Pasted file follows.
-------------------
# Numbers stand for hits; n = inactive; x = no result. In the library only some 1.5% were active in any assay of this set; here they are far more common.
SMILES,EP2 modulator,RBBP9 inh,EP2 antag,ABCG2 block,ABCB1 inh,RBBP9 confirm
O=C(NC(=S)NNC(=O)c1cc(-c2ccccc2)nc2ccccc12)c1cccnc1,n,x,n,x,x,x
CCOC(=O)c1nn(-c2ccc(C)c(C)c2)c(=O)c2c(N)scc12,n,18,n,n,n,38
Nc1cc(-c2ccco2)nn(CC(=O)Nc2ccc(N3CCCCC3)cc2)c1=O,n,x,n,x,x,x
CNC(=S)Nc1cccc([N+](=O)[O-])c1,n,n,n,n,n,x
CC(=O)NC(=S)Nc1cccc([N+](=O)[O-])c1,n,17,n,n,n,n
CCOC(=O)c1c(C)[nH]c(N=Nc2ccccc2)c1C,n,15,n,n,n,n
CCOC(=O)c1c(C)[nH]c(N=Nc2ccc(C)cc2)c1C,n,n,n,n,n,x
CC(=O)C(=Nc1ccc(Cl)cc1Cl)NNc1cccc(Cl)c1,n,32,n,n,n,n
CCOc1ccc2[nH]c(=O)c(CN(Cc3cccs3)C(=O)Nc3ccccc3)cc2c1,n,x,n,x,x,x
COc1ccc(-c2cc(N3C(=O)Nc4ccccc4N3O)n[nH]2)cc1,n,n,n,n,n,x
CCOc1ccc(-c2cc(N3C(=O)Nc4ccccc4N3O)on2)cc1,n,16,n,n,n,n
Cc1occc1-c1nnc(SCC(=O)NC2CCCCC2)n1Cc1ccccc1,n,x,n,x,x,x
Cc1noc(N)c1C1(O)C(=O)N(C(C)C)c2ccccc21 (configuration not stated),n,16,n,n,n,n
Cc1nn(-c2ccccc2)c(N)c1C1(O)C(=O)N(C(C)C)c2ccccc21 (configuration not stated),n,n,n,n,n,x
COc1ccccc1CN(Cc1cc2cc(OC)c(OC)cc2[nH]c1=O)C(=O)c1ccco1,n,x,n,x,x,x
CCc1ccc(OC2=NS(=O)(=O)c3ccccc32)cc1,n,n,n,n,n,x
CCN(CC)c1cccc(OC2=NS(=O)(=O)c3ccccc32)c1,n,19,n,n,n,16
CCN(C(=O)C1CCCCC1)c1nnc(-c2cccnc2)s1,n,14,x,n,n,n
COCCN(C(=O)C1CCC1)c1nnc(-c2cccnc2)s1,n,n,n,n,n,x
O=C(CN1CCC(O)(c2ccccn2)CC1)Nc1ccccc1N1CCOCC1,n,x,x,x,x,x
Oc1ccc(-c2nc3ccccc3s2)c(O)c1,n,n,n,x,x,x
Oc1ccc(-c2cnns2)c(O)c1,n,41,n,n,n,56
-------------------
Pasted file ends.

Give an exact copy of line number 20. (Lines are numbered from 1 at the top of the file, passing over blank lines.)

CCN(C(=O)C1CCCCC1)c1nnc(-c2cccnc2)s1,n,14,x,n,n,n